Canadian Forest Service Publications
Digital mapping of soil properties in Canadian managed forests at 250 m of resolution using the k-nearest neighbor method. 2014. Mansuy, N.; Thiffault, E.; Paré, D.; Bernier, P.; Guindon, L.; Villemaire, P.; Poirier, V.; Beaudoin, A. Geoderma 235-236:59-73.
Issued by: Laurentian Forestry Centre
Catalog ID: 35705
Availability: PDF (request by e-mail)
Large-scale mapping of soil properties is increasingly important for environmental resource management. While forested areas play critical environmental roles at local and global scales, forest soil maps are typically at low resolution. The objective of this study was to generate continuous national maps of selected soil variables (C, N and soil texture) for the Canadian managed forest landbase at 250 m resolution. We produced these maps using the _k_NN method with a training dataset of 538 ground-plots from the National Forest Inventory (NFI) across Canada, and 18 environmental predictor variables. The best predictor variables were selected (7 topographic and 5 climatic variables) using the Least Absolute Shrinkage and Selection Operator method. On average, for all soil variables, topographic predictors explained 37% of the total variance versus 64% for the climatic predictors. The relative root mean square error (RMSE%) calculated with the leave-one-out cross-validation method gave values ranging between 22% and 99%, depending on the soil variables tested. RMSE values < 40% can be considered a good imputation in light of the low density of points used in this study. The study demonstrates strong capabilities for mapping forest soil properties at 250 m resolution, compared with the current Soil Landscape of Canada System, which is largely oriented towards the agricultural landbase. The methodology used here can potentially contribute to the national and international need for spatially explicit soil information in resource management science.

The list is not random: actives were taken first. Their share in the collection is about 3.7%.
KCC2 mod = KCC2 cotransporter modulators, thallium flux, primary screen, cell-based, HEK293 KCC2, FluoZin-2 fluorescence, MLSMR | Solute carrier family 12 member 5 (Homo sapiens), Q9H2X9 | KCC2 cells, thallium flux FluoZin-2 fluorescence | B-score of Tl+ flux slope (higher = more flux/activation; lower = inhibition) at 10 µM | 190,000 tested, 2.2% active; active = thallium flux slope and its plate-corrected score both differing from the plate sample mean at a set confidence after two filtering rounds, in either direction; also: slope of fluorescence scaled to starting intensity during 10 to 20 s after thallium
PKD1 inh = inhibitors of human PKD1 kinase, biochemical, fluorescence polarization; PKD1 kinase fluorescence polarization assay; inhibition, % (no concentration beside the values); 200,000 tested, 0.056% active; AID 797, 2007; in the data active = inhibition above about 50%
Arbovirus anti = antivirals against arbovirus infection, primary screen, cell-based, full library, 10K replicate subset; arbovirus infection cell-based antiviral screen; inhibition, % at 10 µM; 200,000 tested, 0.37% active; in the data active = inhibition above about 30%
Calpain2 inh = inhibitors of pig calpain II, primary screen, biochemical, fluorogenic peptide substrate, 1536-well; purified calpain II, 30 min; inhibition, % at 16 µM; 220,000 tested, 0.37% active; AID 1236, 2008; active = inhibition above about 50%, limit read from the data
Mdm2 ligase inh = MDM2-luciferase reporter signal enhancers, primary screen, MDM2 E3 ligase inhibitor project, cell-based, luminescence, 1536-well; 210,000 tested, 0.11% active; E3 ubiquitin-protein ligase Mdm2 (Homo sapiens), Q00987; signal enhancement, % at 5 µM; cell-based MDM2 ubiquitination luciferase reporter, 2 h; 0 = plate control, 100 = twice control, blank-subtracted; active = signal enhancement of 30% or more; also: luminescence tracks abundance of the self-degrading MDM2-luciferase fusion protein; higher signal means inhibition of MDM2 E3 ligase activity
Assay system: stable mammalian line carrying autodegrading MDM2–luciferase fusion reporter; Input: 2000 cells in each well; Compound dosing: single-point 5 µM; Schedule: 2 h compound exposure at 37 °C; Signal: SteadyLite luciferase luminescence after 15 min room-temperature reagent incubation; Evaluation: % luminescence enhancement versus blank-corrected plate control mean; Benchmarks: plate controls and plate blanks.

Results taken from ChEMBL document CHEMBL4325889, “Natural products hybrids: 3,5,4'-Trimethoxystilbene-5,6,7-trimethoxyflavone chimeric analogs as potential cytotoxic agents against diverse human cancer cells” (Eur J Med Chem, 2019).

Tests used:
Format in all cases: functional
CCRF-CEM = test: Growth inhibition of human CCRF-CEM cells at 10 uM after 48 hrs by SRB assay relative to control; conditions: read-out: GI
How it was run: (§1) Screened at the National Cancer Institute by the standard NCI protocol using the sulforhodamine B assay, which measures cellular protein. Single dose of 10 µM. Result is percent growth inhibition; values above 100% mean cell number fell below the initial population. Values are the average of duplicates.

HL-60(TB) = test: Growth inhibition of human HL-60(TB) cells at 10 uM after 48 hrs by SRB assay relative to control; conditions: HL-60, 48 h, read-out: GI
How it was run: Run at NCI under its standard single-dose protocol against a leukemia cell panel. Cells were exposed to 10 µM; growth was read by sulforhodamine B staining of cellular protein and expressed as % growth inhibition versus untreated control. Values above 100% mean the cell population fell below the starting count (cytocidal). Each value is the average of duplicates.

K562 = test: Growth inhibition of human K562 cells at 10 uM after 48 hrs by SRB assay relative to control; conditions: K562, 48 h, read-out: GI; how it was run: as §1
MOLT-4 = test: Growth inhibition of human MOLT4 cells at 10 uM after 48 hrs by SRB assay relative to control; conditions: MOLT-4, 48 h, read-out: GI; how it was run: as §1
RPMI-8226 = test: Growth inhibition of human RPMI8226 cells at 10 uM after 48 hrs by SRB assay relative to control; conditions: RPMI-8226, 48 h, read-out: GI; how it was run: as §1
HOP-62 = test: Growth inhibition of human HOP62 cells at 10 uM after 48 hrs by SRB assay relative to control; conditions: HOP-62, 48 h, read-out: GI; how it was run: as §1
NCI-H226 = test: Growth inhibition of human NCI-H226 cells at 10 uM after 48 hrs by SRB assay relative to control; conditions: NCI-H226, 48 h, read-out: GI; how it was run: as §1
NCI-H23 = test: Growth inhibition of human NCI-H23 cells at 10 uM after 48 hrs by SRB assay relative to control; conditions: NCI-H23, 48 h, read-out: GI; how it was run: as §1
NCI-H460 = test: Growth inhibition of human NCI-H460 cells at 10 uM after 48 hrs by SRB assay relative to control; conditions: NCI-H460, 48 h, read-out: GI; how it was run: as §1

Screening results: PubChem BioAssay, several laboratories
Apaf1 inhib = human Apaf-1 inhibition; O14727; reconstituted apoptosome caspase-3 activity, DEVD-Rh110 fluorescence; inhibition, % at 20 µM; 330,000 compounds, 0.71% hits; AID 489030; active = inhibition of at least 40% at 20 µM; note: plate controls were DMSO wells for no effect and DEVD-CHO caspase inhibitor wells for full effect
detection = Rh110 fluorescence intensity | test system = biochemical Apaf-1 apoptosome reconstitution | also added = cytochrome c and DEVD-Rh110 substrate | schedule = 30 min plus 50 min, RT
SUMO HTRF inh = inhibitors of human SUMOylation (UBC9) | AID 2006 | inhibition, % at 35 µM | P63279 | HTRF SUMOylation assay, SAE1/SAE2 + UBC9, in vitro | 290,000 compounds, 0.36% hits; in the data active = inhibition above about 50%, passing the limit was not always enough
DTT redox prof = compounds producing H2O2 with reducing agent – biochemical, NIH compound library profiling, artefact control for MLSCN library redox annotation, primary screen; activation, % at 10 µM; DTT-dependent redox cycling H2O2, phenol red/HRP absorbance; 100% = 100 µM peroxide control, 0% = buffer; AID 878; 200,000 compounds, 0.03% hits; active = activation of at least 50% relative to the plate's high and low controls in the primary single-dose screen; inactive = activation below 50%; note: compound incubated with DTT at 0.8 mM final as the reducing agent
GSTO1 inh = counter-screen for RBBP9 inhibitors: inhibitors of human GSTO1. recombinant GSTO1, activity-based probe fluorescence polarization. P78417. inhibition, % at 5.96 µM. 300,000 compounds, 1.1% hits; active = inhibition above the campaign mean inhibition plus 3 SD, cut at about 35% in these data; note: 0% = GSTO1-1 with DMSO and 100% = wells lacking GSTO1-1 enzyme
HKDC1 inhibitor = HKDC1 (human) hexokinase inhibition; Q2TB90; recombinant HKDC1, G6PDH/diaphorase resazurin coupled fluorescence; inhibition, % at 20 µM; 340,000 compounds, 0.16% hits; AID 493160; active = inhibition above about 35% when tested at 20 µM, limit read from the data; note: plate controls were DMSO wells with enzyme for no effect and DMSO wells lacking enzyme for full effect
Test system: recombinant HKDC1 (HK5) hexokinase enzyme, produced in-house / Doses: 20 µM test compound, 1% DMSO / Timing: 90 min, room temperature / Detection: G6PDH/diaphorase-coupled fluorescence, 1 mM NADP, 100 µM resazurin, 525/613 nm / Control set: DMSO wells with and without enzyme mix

Plain Language Summary
In Canada, the provinces and territories are responsible for managing their forests and performing inventories based on their specific needs. Because of this, the data collected vary from one province to another, which presents an obstacle when studying trans-border forest issues (e.g. insect outbreaks). Agriculture and Agri-Food Canada have produced soil maps covering all of Canada. These maps mainly cover agricultural land, and are imprecise and difficult to use for commercial forest areas. The National Forest Inventory (NFI) partially addresses this gap by compiling and harmonizing provincial and territorial inventories and point data on soil properties from field plots. However, the NFI only covers 1% of Canada’s landmass, while continuous mapping is needed to analyze one or more forest issues.
The purpose of this research project was to develop pan-Canadian soil maps in order to eliminate this limitation. The researchers used a mosaic of pixels at a resolution of 250 m x 250 m as a basic grid. Some of these pixels contain data on soil properties. Applying a statistical technique (k-nearest-neighbours or _k_NN) makes it possible to use this information to estimate several properties of forest soils throughout Canada’s commercial forests.
The soil maps thus generated will serve to determine the most sensitive and most suitable sites for biomass harvesting. They can be superimposed directly over forest attribute maps developed by the CFS as they were produced using the same basic grid.